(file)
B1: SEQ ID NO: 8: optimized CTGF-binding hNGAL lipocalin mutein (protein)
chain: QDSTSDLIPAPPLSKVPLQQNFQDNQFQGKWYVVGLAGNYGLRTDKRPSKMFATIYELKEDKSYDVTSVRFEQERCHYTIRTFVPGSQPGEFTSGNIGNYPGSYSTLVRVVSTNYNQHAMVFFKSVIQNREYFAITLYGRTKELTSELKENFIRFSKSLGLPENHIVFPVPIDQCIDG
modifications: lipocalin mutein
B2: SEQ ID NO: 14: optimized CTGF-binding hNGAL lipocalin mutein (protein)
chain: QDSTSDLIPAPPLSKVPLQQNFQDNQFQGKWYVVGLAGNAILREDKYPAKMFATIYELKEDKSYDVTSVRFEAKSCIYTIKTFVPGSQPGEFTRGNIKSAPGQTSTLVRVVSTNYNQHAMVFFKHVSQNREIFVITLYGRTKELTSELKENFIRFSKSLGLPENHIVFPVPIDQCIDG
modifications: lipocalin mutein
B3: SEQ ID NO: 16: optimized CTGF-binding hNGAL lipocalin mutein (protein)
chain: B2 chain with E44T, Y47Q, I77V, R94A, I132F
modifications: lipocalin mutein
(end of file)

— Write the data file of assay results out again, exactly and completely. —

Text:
B1: SEQ ID NO: 8: optimized CTGF-binding hNGAL lipocalin mutein (protein)
chain: QDSTSDLIPAPPLSKVPLQQNFQDNQFQGKWYVVGLAGNYGLRTDKRPSKMFATIYELKEDKSYDVTSVRFEQERCHYTIRTFVPGSQPGEFTSGNIGNYPGSYSTLVRVVSTNYNQHAMVFFKSVIQNREYFAITLYGRTKELTSELKENFIRFSKSLGLPENHIVFPVPIDQCIDG
modifications: lipocalin mutein
B2: SEQ ID NO: 14: optimized CTGF-binding hNGAL lipocalin mutein (protein)
chain: QDSTSDLIPAPPLSKVPLQQNFQDNQFQGKWYVVGLAGNAILREDKYPAKMFATIYELKEDKSYDVTSVRFEAKSCIYTIKTFVPGSQPGEFTRGNIKSAPGQTSTLVRVVSTNYNQHAMVFFKHVSQNREIFVITLYGRTKELTSELKENFIRFSKSLGLPENHIVFPVPIDQCIDG
modifications: lipocalin mutein
B3: SEQ ID NO: 16: optimized CTGF-binding hNGAL lipocalin mutein (protein)
chain: B2 chain with E44T, Y47Q, I77V, R94A, I132F
modifications: lipocalin mutein